You don’t need an expensive camera to capture memories or create art. In many cases, the camera in your smartphone is good enough, but other times, a little extra equipment could take your photo to the next level. We’ve tested dozens of models to give you our top recommendations for the money in five categories.
Want speed, portability and lighting fast focus? A mirrorless camera is the way to go. Want awesome detail, better low-light photos and a super wide range of lenses? Get a DSLR. Bridge cameras are easier and less expensive than big DSLRs or mirrorless cameras, while waterproof cameras are essential for avid adventurers and outdoor explorers. Or check out our list of compact cameras if you're looking for something portable to take with you on your travels.
This guide will help you find a reasonably-priced camera that meets your needs.
One of the larger types of camera, DSLRs (Digital Single Lens Reflex) are so named because the photographer sees the image directly through the lens that will be used to take the image. When the shutter is pressed, a mirror flips up to expose the sensor to light. DSLRs also have the largest sensors, which in general will allow you to get the best quality pictures, especially in low-light conditions. The size of the sensors in DSLRs will also enable you to make larger prints than you would from other types of cameras.
Mirrorless (also known as compact system or micro four-thirds) cameras have many of the same features as larger DSLRs--such as interchangeable lenses--but in a more portable form, making them generally a better choice for travel. They’re called “mirrorless” because they don’t use a mirror to direct light through the lens to the viewfinder. Their image sensors aren’t quite as big, but image quality is nearly on a par with their larger brethren. Here's a guide for taking better pictures with the Sony Alpha a6000 and a6300.
MORE: Best Mirrorless Cameras
The term “Bridge” is somewhat nebulous, and is used to describe cameras that have more features than a point-and-shoot (such as Ultrazoom or enthusiast-level controls), but don’t have interchangeable lenses like mirrorless cameras. As such, there’s a wide range of cameras that fall into this category. Ultrazooms are a good choice for those who want to shoot a lot of nature photography or your kid’s soccer game, without having to invest a lot of money in telephoto lenses.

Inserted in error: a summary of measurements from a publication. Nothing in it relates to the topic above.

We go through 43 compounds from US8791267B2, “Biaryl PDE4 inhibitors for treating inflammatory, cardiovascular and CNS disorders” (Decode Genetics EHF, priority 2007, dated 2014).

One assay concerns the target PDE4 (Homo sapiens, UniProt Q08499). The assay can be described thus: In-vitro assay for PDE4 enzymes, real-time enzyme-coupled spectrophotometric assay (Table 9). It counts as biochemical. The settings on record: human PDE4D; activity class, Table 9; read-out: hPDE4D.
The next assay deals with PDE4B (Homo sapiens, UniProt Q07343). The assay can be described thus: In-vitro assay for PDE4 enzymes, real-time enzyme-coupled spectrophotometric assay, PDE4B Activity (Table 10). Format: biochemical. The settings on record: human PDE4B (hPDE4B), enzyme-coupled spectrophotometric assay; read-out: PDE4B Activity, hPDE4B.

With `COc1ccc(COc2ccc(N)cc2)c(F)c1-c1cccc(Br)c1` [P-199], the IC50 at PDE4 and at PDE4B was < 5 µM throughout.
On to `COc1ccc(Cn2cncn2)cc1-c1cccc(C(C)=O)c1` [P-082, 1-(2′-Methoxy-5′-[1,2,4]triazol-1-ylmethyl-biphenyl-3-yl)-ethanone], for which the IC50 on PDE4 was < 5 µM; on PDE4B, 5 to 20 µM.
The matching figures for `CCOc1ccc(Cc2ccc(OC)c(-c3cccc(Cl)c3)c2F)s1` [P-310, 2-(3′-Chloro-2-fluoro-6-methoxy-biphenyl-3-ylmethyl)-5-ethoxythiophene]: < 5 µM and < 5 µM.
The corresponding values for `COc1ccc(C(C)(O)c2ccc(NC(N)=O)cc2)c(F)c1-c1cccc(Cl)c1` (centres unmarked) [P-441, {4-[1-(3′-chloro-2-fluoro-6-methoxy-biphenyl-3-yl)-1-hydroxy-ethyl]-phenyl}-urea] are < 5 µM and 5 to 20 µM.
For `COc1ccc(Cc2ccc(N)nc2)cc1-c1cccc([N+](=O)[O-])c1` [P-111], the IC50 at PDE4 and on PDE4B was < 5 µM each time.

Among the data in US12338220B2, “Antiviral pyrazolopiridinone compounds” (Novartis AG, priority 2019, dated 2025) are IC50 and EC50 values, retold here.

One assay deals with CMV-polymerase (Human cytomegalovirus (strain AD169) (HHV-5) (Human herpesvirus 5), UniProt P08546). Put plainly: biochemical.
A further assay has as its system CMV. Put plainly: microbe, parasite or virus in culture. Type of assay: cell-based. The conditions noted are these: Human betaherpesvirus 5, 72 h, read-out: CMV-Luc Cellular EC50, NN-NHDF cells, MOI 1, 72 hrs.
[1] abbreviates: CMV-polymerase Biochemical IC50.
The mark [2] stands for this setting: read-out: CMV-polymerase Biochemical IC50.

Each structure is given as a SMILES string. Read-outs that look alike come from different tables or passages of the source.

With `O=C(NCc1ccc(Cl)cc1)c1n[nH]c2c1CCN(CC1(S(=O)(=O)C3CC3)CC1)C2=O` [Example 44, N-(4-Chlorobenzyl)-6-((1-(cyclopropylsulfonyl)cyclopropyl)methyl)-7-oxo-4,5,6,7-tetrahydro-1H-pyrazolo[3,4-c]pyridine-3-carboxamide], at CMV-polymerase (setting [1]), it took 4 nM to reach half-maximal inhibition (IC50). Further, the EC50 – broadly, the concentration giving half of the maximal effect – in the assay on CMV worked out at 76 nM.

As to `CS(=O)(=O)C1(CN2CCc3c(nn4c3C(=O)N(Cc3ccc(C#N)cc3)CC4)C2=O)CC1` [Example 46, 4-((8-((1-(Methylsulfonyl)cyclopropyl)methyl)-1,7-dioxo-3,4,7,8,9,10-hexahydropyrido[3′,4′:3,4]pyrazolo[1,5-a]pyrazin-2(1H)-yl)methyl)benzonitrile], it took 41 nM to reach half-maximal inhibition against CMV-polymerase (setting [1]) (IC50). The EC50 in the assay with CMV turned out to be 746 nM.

MORE: Best Bridge Cameras
The smallest (and usually cheapest) of all cameras, compact cameras can usually be stuffed easily into your pocket, and can cost as little as $50. Also known as point-and-shoot cameras, they will often have limited features and are best for impromptu photo shoots where you don’t have your smartphone handy. After testing 10 cameras that cost less than $160, the Sony W800 came out on top for its price and performance.
MORE: Best Compact Cameras
Essentially point-and-shoot cameras with waterproofing, these devices can be used when swimming, scuba diving, or wherever you’re afraid of your camera getting wet. Often, they will have some ruggedness built in, so you can drop or knock them around without too much fear of breaking the camera. They’re ideal for backpacking or outdoor trips when weight is a primary concern, or as a starter camera for a child who might have a tendency to drop things.
The iPhone takes pretty good pictures on its own, but there are a number of accessories that can boost its capabilities even further. A good many are lens attachments, which lets you take photos of very small objects or things that are far away. Other attachments, such as the DxO One, have their own sensors, and can take photos much better than what you'd get from your phone.
MORE: Best iPhone Lens Kits
Best Camera Under $100
It's one part camera, one part printer and 100 percent fun. The Polaroid Snap brings the joy of instant film into the 21st century. Featuring a 10-megapixel sensor and a 32GB microSD card slot, the Snap makes it easy to to capture moments, share them immediately via its onboard Zero Ink printer, or take them home so you can save them or upload your photos to social media. And priced at just $99, the Snap is a perfect gift for the holidays too.
According to Canon, the new EOS Rebel SL2 has the fastest autofocus yet, making it good for amateurs looking to capture sports or wildlife; Canon's new Feature Assistant will help teach newbies how use the camera, too. The Rebel SL2 has a 24.2-megapixel sensor, a 3-inch vari-angle touchscreen, burst shooting at up to 6 fps, video capture at 1080p/60fps and a dedicated audio jack. Like all of Canon's recent DSLRs, you get built-in Wi-Fi, Bluetooth and NFC for sharing files to your phone. The SL2 costs $599 for the body alone, and $699 when packaged with an 18-55mm STM lens.
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